Wildlife Federation measures big game scores

Matt Gardner
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Area hunters had a chance to measure their success for the year on Sunday at the Prince Albert Wildlife Federation’s (PAWF) annual big game horn scoring.

The tally offers hunting enthusiasts the chance to gauge the size and symmetry of their quarry through Henry Kelsey Big Game Records, an ancillary body of the Saskatchewan Wildlife Federation.

“We normally do it sort of the weekend after the last hunting season closes,” PAWF secretary Don Erhardt said.

“White-tail season closed last weekend, so we pretty much follow that same pattern every year. People are used to that, so they know when to come.”

The official Henry Kelsey measurer on Sunday was PAWF member and trophy chairman Jim Tiessen, who has measured heads brought in by hunters for the past 30 years.

Tiessen performs his measurements using the Boone and Crockett system. Named after legendary American frontiersmen Daniel Boone and Davy Crockett, the method is the standard for scoring big game heads across North America.

“By and large it’s on symmetry and mass measurements,” Tiessen said. “Each species has its own scoresheet and that determines the final score that’s given to an animal based on inside spread, length of beams, width of beams.

“It’s a complicated system, because each species is different.”

Using the Boone and Crockett system, hunters can compare their game to others in a standardized manner, with the highest scores a potential pathway to the official Saskatchewan record book.

Bears, Tiessen noted, are relatively simple to score. Hunters bring in the skull of a bear with all the flesh removed so that two measurements may be taken -- the length and width of the top skull.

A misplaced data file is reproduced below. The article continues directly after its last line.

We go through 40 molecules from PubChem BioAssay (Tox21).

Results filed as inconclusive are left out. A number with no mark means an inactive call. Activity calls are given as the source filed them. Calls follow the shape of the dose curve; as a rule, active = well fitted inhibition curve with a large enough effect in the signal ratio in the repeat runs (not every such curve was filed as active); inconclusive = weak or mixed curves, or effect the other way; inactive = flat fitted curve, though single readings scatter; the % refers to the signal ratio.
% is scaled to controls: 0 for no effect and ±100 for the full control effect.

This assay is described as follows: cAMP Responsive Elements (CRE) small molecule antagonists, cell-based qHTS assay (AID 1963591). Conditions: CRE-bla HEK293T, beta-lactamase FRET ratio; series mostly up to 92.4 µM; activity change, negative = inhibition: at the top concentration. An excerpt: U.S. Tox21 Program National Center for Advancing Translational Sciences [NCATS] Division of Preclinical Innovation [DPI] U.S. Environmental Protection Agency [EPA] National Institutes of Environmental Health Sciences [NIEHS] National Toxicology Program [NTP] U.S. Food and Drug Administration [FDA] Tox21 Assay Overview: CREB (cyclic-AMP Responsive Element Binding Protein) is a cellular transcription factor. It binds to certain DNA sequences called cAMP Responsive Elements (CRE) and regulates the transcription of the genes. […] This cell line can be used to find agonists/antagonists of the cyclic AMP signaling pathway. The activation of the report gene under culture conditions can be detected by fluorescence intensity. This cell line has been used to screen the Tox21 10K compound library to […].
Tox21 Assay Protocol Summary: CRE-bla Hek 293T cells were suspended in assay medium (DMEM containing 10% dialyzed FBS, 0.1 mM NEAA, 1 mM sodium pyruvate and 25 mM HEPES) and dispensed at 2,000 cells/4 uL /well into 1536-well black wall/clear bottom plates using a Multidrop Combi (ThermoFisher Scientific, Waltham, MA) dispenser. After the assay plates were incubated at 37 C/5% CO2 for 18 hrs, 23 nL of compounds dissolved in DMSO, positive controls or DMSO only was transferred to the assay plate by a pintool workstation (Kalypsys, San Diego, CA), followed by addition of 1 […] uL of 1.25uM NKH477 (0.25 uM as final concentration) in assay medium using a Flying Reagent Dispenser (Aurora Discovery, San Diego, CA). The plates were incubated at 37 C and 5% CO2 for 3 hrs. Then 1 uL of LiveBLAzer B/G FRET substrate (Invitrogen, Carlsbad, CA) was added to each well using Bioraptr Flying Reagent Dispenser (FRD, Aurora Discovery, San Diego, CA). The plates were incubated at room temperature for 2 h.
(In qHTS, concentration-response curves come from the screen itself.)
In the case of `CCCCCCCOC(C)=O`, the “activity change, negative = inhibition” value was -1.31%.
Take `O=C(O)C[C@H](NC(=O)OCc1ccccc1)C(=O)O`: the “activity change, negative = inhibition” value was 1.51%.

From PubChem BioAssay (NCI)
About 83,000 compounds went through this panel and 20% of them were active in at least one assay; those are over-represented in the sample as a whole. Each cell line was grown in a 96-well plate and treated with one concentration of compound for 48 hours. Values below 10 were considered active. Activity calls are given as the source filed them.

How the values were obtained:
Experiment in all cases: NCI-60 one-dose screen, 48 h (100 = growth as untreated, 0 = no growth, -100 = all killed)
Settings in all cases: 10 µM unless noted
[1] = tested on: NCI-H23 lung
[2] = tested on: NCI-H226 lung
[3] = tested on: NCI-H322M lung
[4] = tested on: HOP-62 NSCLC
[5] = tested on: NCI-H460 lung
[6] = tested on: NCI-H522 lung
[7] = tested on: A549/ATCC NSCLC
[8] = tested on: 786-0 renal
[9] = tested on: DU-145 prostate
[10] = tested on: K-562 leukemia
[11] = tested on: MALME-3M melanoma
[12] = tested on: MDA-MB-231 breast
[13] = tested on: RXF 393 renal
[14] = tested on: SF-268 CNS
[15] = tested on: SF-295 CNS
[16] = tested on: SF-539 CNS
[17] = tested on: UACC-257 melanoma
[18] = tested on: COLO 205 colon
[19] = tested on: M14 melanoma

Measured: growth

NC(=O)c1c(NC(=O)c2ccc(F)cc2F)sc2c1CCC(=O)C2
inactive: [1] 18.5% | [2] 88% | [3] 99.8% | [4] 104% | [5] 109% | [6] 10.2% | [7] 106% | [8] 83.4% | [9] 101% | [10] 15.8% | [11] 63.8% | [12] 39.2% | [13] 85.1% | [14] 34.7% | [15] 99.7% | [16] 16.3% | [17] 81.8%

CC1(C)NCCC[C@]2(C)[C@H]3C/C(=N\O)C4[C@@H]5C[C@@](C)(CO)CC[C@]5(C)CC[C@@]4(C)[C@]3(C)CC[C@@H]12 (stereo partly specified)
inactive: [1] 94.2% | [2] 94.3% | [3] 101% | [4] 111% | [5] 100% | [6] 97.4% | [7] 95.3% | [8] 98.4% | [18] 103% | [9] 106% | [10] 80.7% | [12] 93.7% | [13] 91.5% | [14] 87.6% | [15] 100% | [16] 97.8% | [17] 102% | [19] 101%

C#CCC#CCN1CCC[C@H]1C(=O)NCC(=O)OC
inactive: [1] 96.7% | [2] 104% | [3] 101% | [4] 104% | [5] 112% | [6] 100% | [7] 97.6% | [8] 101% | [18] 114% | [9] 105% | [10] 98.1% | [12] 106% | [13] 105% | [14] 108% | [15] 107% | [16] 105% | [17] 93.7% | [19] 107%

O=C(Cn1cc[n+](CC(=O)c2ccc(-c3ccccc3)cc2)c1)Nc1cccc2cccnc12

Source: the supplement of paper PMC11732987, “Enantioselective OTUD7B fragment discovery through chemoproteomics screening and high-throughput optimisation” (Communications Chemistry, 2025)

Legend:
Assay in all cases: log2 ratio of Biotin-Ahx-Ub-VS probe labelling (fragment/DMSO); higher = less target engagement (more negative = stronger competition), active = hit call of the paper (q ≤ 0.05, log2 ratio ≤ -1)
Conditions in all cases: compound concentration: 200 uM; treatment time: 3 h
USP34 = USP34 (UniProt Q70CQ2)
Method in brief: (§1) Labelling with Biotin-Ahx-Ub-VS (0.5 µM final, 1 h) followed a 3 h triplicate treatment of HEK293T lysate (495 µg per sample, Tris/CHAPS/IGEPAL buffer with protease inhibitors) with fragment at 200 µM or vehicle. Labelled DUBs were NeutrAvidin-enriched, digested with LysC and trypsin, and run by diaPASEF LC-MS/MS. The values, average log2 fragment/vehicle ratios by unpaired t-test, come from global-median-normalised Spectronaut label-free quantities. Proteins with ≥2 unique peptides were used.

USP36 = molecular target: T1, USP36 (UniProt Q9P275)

Moose, by comparison, are much more intricate. Measurement involves gauging the length and width of the antler palms, comparing the number of points on each side and taking deductions for any lack of symmetry (such as having fewer antler points on one side).

Deer are one of the more common species measured at the PAWF’s annual scoring sessions, particularly the mule and white-tailed varieties. Other species might include elk, caribou and antelope.

It’s been a tough, tough season this year for deer. Jim Tiessen

On an average year, the PAWF will score 40 sets of skulls or antlers from hunters in the Prince Albert area.

Numbers were considerably lower this year, with Tiessen anticipating around a dozen sets to measure. Federation members ascribed the drop to an unusually harsh winter last season.

“It’s been a tough, tough season this year for deer,” Tiessen said.

“There’s very few entries because most people either didn’t get a deer because of our terrible tough winter last year or they’ve got deer that are not going to score high enough to make the record book, so they’re not bringing them out to have them measured.”

While many hunters bring their sets into the PAWF building, others might stop by Tiessen’s home for a coffee and visit, during which the veteran scorer will measure the antlers or skulls.

Wherever they have their sets scored, PAWF members may qualify for the federation’s annual awards banquet.

Like other communities throughout Saskatchewan, Prince Albert’s banquet recognizes and hands out trophies for the biggest Henry Kelsey entries.

“That generally occurs in April … You’ll have then a display of the biggest entries for all the species that are taken across the entire province and then you truly do see some impressive heads, because they come from everywhere,” Tiessen said.

This year’s rough winter, however, meant that entries Tiessen saw on Sunday were generally smaller in size than previous record holders.

“I haven’t seen any really big heads,” he said. “Last year there were a lot of entries into the record book.

“This year I don’t see myself placing many people in the record book -- not for Saskatchewan, because it’s just been a tough year.

“I understand that we've got a big mule deer taken by somebody in our city, but I haven’t seen it yet.”

Organizations: Saskatchewan Wildlife Federation, Prince Albert

Geographic location: Saskatchewan, North America

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